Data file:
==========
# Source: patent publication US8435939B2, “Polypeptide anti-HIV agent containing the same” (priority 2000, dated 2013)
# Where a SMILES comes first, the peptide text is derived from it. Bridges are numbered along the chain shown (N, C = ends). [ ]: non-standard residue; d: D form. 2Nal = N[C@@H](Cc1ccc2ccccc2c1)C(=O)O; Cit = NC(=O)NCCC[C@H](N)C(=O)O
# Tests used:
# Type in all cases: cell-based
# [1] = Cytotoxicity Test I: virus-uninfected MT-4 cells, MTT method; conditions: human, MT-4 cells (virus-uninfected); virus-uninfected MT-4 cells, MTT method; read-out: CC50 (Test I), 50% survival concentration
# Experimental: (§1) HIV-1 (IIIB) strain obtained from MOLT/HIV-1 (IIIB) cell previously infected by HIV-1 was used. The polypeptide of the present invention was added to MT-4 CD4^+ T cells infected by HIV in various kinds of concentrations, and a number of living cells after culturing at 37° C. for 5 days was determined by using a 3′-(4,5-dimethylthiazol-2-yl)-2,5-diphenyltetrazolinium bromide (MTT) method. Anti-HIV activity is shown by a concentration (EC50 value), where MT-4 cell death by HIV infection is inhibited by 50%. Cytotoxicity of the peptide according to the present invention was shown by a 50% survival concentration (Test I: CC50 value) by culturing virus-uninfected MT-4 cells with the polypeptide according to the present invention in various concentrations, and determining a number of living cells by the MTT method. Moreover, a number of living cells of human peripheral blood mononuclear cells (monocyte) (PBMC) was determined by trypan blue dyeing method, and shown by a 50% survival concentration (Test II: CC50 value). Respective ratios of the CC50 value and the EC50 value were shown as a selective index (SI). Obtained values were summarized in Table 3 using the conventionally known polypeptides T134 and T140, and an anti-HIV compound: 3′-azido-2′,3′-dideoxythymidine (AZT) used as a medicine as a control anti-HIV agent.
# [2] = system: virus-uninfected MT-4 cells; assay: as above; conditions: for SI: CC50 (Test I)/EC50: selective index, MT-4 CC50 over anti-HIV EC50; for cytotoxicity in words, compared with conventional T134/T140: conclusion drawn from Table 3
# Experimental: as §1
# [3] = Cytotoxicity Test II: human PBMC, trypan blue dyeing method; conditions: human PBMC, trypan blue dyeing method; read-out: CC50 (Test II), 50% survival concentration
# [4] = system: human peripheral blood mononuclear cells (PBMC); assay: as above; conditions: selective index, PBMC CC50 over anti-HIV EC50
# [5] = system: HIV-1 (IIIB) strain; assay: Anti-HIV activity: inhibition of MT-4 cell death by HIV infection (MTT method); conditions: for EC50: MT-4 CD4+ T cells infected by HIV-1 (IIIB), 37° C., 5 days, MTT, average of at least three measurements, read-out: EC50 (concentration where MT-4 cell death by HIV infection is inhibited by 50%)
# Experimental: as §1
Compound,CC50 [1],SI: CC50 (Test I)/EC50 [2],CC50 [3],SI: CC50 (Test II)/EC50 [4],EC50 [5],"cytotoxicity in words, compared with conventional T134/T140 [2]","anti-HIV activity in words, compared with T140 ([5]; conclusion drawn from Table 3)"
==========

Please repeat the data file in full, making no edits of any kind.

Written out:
# Source: patent publication US8435939B2, “Polypeptide anti-HIV agent containing the same” (priority 2000, dated 2013)
# Where a SMILES comes first, the peptide text is derived from it. Bridges are numbered along the chain shown (N, C = ends). [ ]: non-standard residue; d: D form. 2Nal = N[C@@H](Cc1ccc2ccccc2c1)C(=O)O; Cit = NC(=O)NCCC[C@H](N)C(=O)O
# Tests used:
# Type in all cases: cell-based
# [1] = Cytotoxicity Test I: virus-uninfected MT-4 cells, MTT method; conditions: human, MT-4 cells (virus-uninfected); virus-uninfected MT-4 cells, MTT method; read-out: CC50 (Test I), 50% survival concentration
# Experimental: (§1) HIV-1 (IIIB) strain obtained from MOLT/HIV-1 (IIIB) cell previously infected by HIV-1 was used. The polypeptide of the present invention was added to MT-4 CD4^+ T cells infected by HIV in various kinds of concentrations, and a number of living cells after culturing at 37° C. for 5 days was determined by using a 3′-(4,5-dimethylthiazol-2-yl)-2,5-diphenyltetrazolinium bromide (MTT) method. Anti-HIV activity is shown by a concentration (EC50 value), where MT-4 cell death by HIV infection is inhibited by 50%. Cytotoxicity of the peptide according to the present invention was shown by a 50% survival concentration (Test I: CC50 value) by culturing virus-uninfected MT-4 cells with the polypeptide according to the present invention in various concentrations, and determining a number of living cells by the MTT method. Moreover, a number of living cells of human peripheral blood mononuclear cells (monocyte) (PBMC) was determined by trypan blue dyeing method, and shown by a 50% survival concentration (Test II: CC50 value). Respective ratios of the CC50 value and the EC50 value were shown as a selective index (SI). Obtained values were summarized in Table 3 using the conventionally known polypeptides T134 and T140, and an anti-HIV compound: 3′-azido-2′,3′-dideoxythymidine (AZT) used as a medicine as a control anti-HIV agent.
# [2] = system: virus-uninfected MT-4 cells; assay: as above; conditions: for SI: CC50 (Test I)/EC50: selective index, MT-4 CC50 over anti-HIV EC50; for cytotoxicity in words, compared with conventional T134/T140: conclusion drawn from Table 3
# Experimental: as §1
# [3] = Cytotoxicity Test II: human PBMC, trypan blue dyeing method; conditions: human PBMC, trypan blue dyeing method; read-out: CC50 (Test II), 50% survival concentration
# [4] = system: human peripheral blood mononuclear cells (PBMC); assay: as above; conditions: selective index, PBMC CC50 over anti-HIV EC50
# [5] = system: HIV-1 (IIIB) strain; assay: Anti-HIV activity: inhibition of MT-4 cell death by HIV infection (MTT method); conditions: for EC50: MT-4 CD4+ T cells infected by HIV-1 (IIIB), 37° C., 5 days, MTT, average of at least three measurements, read-out: EC50 (concentration where MT-4 cell death by HIV infection is inhibited by 50%)
# Experimental: as §1
Compound,CC50 [1],SI: CC50 (Test I)/EC50 [2],CC50 [3],SI: CC50 (Test II)/EC50 [4],EC50 [5],"cytotoxicity in words, compared with conventional T134/T140 [2]","anti-HIV activity in words, compared with T140 ([5]; conclusion drawn from Table 3)"